No. I really don’t. I’d rather be bored out of my mind, and feel the life draining out of me. I kinda like being yelled at. It’s probably good for me to do things that I dread, and that don’t come naturally. (If you haven’t noticed, I’m a little sarcastic).
OF COURSE YOU WANT TO GET PAID TO DO WHAT YOU LOVE.
The problem isn’t really that you need convincing to do what you love, the problem is that no one has ever showed you how to get paid to do it. You’ve never taken the time to figure out what you love, or at least you don’t know how to take what you love and turn it into something marketable.
I work with people to help them get paid to do what they love. When you figure out what you are passionate about, what you’re skilled at, and align those things with what comes naturally to you, you can find work that feels more like a calling.
Just wanted to let you know. 😉
We all know what a resume is: a piece of paper on which you’ve stuffed all of the skills, experiences and job positions that you believe are relevant to market yourself as the right candidate for a job. No wonder job hunting feels so degrading. You are forced to reduce yourself to one sheet of paper which you pass around to others for evaluation. Sheesh!
What would happen if instead of going into job hunting with the mindset of selling yourself, you flipped job hunting on its head? What if you understood that your value cannot be condensed onto a single sheet of paper, and that your precious time, creative energy, and life’s work should not be sold to the highest bidder (or in this market sometimes to the only bidder?) What if you started searching for a job by searching your soul before searching the want ads?
Introducing the concept of the reverse-resume. Instead of finding jobs that your one-page version of yourself might be a “fit” for, what if you instead spent time figuring out what qualifications the JOB needs to have before you’ll entertain giving it some of the best years of your life? You probably have enough life-experience at this point to know that you need to be doing work that’s meaningful to you, that excites you and that makes you feel competent in order to feel happy in life. It’s not the only component of a happy life, but it’s a critical component since we spend so much time at work and since we often in part define our lives by the output and actions – the work we do (in this case, at work.)
“If you don’t know where you are going, any road will get you there.” Lewis Carroll
Job searching that starts with soul searching is much more likely to land you a job that feels more like a calling. But first you have to know where you are going. The way to do that is to write your reverse-resume. Here’s a basic template to get you started:
Objective: What is your objective? Not just to find a job, but to find one that gives you meaning, purpose, and contributes to your overall happiness. It’s your responsibility to define this as clearly as possible. What will make you feel that way? What’s meaningful for you? What would you like to contribute? What is going to make you fall into bed each night exhausted and thrilled at the same time?
Experience(s): What do you want to experience in this next job situation? Do you want to lead a team, be part of something that’s growing, have a chance to travel or work on a particular project? What things will you be doing day-to-day and also what larger vision will you be working towards? Define your desired experiences no matter how large or small.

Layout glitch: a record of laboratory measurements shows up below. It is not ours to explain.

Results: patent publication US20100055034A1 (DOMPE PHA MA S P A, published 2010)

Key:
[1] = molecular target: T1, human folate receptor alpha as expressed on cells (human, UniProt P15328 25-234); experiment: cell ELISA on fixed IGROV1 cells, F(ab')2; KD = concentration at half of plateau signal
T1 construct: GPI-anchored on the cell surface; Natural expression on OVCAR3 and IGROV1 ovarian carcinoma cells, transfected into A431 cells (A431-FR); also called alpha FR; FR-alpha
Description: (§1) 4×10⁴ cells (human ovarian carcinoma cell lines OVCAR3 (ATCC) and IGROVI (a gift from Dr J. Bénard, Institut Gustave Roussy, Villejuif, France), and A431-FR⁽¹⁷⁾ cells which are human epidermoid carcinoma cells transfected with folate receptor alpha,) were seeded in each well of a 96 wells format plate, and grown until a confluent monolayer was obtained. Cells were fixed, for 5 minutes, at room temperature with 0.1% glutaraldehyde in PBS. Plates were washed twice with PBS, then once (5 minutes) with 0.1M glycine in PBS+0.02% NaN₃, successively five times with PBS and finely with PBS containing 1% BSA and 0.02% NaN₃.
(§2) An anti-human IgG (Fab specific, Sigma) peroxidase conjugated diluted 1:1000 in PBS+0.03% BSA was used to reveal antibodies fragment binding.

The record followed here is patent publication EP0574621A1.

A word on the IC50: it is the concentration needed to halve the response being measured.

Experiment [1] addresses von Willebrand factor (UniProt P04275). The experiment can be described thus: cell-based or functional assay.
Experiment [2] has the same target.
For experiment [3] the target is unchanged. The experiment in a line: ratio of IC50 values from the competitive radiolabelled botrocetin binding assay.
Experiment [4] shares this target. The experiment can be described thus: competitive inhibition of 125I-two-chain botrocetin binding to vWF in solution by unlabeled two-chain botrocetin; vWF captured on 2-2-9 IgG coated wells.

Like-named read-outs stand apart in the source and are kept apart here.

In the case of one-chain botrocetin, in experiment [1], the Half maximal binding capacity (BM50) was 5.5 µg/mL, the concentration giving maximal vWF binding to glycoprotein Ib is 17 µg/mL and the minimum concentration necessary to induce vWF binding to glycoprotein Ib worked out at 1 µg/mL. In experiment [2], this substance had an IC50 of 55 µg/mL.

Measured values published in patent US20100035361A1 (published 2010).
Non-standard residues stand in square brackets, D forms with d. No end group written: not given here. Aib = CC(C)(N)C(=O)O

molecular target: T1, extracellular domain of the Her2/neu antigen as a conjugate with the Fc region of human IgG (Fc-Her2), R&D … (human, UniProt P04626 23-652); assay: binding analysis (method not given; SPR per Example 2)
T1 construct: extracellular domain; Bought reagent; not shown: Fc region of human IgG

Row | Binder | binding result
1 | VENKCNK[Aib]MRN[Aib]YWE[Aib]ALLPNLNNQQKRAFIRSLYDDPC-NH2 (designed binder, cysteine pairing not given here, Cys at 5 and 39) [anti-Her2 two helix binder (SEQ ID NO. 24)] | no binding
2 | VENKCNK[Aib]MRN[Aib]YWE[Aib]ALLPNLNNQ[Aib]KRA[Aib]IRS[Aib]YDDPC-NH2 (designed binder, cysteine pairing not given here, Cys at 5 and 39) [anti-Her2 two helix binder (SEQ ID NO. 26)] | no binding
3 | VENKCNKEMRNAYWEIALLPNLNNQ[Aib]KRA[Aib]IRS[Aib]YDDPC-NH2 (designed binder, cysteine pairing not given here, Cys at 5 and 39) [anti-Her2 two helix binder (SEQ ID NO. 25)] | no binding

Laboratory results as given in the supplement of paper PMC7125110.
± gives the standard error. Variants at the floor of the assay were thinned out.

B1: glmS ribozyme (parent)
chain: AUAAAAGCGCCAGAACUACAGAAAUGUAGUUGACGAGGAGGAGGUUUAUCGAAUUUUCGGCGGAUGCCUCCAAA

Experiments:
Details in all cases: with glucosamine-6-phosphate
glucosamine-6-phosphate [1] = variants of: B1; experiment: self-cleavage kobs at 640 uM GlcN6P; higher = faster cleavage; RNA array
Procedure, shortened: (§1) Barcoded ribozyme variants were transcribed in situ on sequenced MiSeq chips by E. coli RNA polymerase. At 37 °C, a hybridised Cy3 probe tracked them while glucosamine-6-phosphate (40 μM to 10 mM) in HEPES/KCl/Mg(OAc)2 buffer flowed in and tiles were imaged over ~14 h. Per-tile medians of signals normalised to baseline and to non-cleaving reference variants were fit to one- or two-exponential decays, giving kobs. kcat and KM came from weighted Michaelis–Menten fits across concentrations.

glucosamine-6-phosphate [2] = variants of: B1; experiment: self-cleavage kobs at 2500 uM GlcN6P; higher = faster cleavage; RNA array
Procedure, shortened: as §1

Education: What do you want to learn from this? From skills to personal growth experiences, what do you want to gain?
Skills: What parts of who you are and what you know are you going to get to use on a regular basis? Do you love to do something and you want to do it as part of the next job? If so, write it down!
Salary Requirements: What do you want to make? What will make you feel great about your financial health?
Feel free to add any categories that seem relevant for you. In fact, if you come up with one, please post it as a comment!
Remember, your reverse-resume is not some head-in-the-clouds vision board. This is a set of instructions for you so that you can more clearly define what you are after and for you to know when you’ve found it. Don’t say that you want to make a million dollars unless you are prepared to work your butt off to land that job. Strive to create a balance between your vision and what is realistic – there may be several steps along the path to your ultimate vision.
Creating a reverse-resume is a way to remind yourself that you are worth MORE than what’s listed on your regular old resume. You’ll still need a resume to market yourself, but your reverse-resume will help ensure you don’t sell yourself short.
Just a quick post to let you know about an upcoming workshop! The description and registration info is here:
Discover your Life Calling:
Do you feel unfulfilled, lacking direction or unhappy in your work or overall, in your life? Do you know there’s something more, but can’t figure out what it is? Do you believe you could be living a fuller expression of your life?
This two hour workshop is designed to help you begin the journey of discovering your life calling. The evening is interactive, creative, and introspective. Come prepared to write, create, explore your feelings and share with others. We will discuss what a life calling is (and isn’t) and examine the components and structure of a calling. Exercises designed to help you tune into your true self, own your passions, and unearth your talents and skills will allow your calling to begin to take shape.
When: Monday, 5/7 6:00 – 8:00 pm
Where: Roots & Wings Healing Arts 317 N. Main St., Natick, MA 01760
Fee: $30/$40 at the door
OR contact Jessica Sweet with questions or to register by phone:
(781) 640-7250, or email: firstname.lastname@example.org.
Is your yacht in the shop, again? Seriously? I hate that. I also can’t stand it when I can’t decide which of my cars to drive, or whether I should go to Hawaii or Italy for vacation. Isn’t life so hard?
Ok. I have no yacht, I drive a (messy) mini-van, and I’ve never been to Hawaii OR Italy. Seriously though, people have a lot of misconceptions about life callings, and one of them is that the search for a life calling is a “luxury problem” like those above. To most people, what is more realistic is what I someone told me at a networking event: “Life calling? I can’t even pay my rent. I’ll worry about that when I’ve got a couple of million dollars to keep me warm.” Well, yes, you could wait that long, but then how much of your life will have you wasted doing things you don’t love?